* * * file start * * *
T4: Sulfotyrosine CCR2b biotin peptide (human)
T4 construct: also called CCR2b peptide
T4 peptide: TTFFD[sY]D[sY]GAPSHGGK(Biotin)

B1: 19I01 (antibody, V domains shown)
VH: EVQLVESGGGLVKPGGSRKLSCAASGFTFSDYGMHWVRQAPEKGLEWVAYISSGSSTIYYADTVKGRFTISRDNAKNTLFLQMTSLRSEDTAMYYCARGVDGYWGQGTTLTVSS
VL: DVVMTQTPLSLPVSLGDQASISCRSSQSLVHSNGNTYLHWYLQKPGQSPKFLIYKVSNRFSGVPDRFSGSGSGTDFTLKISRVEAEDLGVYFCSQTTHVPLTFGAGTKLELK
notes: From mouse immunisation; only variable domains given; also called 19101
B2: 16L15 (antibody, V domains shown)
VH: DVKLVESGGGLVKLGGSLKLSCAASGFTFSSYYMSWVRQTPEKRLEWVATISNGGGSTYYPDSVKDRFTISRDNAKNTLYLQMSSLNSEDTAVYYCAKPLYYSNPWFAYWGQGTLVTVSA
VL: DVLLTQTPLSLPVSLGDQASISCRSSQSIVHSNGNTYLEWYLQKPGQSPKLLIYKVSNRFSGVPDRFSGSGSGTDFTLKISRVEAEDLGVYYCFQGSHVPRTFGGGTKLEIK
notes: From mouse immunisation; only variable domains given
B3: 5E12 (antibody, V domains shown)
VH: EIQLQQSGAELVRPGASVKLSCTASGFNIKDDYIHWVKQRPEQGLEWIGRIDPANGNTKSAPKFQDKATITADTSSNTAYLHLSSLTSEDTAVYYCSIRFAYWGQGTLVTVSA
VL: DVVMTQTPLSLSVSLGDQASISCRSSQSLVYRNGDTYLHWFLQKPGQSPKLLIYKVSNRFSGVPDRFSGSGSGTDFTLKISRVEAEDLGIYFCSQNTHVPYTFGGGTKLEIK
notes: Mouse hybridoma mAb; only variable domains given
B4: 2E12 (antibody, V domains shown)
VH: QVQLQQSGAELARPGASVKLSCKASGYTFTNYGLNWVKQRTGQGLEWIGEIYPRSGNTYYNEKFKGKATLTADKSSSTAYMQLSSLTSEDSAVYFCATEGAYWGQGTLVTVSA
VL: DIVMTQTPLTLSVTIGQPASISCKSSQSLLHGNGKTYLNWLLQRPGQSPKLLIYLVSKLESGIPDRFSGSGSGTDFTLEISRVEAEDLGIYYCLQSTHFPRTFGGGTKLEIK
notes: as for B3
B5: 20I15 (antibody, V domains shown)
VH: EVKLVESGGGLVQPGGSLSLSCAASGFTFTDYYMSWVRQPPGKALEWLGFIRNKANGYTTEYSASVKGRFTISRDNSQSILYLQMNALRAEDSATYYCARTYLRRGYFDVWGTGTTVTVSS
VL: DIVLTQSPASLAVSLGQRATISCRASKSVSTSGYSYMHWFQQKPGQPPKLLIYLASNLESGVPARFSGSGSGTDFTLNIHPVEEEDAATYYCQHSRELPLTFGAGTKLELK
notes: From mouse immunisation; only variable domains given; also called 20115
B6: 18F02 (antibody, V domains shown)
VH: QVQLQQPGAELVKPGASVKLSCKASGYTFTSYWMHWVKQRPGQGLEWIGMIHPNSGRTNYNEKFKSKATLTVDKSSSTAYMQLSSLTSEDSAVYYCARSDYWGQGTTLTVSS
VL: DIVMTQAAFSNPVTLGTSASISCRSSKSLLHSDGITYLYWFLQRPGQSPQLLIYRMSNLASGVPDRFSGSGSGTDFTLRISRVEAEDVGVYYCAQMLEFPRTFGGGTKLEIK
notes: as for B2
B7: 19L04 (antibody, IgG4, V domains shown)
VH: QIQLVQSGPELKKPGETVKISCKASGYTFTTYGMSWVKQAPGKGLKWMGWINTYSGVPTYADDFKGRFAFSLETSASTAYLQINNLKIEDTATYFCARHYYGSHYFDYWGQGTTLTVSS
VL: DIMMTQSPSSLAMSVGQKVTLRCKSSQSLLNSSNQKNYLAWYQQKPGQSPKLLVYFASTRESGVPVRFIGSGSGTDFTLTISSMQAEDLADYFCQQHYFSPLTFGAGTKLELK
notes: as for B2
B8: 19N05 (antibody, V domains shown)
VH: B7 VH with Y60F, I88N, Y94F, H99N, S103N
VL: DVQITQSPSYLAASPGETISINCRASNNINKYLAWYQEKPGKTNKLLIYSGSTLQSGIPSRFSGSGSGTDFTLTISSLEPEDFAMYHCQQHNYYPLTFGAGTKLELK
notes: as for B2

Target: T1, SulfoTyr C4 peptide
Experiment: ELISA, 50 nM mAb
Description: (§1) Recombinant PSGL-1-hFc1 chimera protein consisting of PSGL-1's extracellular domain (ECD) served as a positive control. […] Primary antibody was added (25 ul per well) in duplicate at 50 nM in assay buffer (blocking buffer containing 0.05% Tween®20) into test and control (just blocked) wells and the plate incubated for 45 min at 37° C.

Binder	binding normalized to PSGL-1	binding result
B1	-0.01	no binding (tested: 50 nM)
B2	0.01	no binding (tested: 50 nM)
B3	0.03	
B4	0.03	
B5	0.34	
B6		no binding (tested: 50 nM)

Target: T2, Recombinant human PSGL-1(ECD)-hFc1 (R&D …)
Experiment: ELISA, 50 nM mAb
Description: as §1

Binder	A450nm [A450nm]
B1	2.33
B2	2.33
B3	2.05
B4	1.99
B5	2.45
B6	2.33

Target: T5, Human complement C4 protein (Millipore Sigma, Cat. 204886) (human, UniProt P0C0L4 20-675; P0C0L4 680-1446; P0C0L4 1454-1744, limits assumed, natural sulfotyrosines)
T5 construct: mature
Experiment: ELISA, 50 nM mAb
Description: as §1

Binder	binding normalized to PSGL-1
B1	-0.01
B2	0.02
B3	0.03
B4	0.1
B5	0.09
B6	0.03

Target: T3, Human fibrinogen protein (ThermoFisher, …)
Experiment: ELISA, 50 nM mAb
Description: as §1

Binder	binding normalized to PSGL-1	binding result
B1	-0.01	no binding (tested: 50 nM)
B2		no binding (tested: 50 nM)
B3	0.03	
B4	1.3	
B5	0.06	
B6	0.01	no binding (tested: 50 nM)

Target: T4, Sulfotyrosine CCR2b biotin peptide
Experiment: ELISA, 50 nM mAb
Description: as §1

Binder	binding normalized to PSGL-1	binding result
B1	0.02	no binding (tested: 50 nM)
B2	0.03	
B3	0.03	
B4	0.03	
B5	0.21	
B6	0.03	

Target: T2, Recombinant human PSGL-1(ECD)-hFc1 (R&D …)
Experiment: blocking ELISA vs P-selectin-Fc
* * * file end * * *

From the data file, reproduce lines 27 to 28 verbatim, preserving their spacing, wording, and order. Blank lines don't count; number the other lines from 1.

notes: as for B2
B7: 19L04 (antibody, IgG4, V domains shown)